A digression, but a necessary one to illustrate my point.

Fort Bend and Texas Democratic Party officials have disavowed two-time Congressional nominee Kesha Rogers, but none of them have tried to remove her from the ballot (yet). Way back in 2010 when this uncomfortable situation arose the first time, I assembled a few views in this post, the most eloquent by my friend, occasional co-poster, and former SDEC committeeman John Behrman.

One is left with the supposition that ignoring Rogers' call for Obama's impeachment -- while taking legal action against Oliver's favorable remark about DA Pat Lykos -- is just garden variety hypocrisy and not a decision made on any racial and/or gender considerations of the two candidates.

Ultimately the Dems are going to have to mitigate this away in some fashion (just as they did their legal efforts to keep the Texas Green Party off the ballot in 2010). If they lose it, Oliver has made them look incompetent; if they succeed, they appear wildly and discriminatorily undemocratic. In the short term it grows increasingly likely that this effort will cost them votes... and contests they might otherwise win in an Obama-turnout-swollen year.They cannot afford that.

Many undercurrents have trended in their favor lately: the inept Romney campaign; the choice of the controversial Paul Ryan as running mate; the policy positions of the top of the ticket that motivate seniors, women, and minorities, particularly Latinos, to support the Dems are just a few. The vast extremism of Texas TeaBaggers, from Ted Cruz and throughout the Congressional and statehouses races, has never been more apparent.

But this obnoxious, internecine squabbling turns off voters -- especially voters of the undecided, uncommitted variety -- to a tremendous degree. The Democrats look like childish siblings fighting over a trinket when they do things like this. And for a political party that is already on life support in Texas, it is just plain ridiculous, not to mention foolish.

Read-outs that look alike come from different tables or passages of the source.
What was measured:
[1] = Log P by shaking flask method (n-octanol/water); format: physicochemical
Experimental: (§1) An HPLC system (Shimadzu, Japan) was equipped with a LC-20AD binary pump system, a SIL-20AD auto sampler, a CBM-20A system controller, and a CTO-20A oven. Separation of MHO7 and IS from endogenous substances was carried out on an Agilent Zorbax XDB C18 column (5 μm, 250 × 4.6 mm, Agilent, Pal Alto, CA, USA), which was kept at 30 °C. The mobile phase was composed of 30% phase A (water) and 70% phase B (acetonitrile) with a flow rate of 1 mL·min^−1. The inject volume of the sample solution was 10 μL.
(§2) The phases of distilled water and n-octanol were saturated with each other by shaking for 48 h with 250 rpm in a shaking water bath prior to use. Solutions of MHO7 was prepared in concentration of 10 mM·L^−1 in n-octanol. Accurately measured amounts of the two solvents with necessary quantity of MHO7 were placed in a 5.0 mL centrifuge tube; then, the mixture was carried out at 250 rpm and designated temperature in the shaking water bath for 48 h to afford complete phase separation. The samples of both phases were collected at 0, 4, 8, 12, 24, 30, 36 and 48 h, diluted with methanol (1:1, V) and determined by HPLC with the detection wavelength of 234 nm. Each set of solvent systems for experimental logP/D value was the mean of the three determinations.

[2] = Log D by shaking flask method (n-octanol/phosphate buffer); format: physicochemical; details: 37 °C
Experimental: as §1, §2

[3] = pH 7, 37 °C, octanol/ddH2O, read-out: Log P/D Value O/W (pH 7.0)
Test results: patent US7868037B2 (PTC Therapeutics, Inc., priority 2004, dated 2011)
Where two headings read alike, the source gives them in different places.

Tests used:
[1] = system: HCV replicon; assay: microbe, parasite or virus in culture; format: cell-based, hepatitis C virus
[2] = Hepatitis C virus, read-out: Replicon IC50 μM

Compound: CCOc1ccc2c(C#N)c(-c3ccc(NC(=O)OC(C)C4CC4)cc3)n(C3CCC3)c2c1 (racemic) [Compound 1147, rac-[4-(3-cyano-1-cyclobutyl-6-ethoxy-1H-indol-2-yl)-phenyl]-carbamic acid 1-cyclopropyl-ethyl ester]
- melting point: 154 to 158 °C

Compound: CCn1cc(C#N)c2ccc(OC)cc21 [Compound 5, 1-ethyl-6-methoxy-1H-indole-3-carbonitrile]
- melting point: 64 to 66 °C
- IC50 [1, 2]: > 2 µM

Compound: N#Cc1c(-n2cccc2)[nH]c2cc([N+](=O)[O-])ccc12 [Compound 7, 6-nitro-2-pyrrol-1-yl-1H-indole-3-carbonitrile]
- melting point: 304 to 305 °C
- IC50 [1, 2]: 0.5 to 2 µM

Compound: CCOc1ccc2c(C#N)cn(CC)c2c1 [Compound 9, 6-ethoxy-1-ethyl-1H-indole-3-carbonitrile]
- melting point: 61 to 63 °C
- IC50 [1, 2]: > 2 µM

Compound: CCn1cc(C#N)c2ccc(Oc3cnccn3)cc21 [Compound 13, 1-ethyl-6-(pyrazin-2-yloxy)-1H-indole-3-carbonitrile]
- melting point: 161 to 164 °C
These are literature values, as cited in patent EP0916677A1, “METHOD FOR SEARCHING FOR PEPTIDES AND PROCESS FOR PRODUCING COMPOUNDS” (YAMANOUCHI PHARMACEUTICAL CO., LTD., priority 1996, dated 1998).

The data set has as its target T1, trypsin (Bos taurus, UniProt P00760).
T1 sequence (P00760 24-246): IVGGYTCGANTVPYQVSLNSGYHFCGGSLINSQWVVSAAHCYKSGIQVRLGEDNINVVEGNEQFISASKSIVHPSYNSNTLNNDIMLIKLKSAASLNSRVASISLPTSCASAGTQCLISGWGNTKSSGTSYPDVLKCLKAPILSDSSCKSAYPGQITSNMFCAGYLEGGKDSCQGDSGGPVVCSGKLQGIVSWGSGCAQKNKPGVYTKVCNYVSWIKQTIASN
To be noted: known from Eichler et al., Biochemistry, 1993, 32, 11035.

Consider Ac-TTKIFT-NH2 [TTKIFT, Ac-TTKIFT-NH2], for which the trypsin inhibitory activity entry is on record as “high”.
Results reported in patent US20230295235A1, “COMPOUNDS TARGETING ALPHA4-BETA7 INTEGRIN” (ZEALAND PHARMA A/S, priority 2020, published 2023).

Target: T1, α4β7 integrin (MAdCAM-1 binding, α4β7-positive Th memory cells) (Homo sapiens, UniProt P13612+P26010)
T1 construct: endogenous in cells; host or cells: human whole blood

This is to say nothing of the nonsensical choice to leave the District Attorney's race empty. Since they are meeting in county convention this morning, the assembly of precinct chairs could, if they were in agreement to do so, select another DA nominee.

All of this leaves Harris County Democratic candidates in an unpleasant quandary. Either they publicly disavow the actions of their party's chair and previous chair to arbitrarily remove a duly elected nominee -- one of their ticketmates -- over a technicality, or they try to ignore it (not a good option either, since silence is consent). I don't consider that publicly announcing support for Oliver against local party leaders is really an option.

Unless this matter resolves itself fairly quickly in time to smooth over the unpleasantries, other Democrats are going have to run away, hard, from this ill-conceived legal action on the part of Birnberg, Lewis, and Dunn, or else they stand to be tarred with the same broad brush.

That would be the brush with the oligarchic paint on it. Low-information, low-participation voters get this even when they have no idea what an oligarchy is.

Update: Charles very cautiously -- and maybe only slightly -- agrees. I also checked to see if there was any news made at yesterday's Harris County Democratic convention, but it looks as if the activities were limited to boosting morale.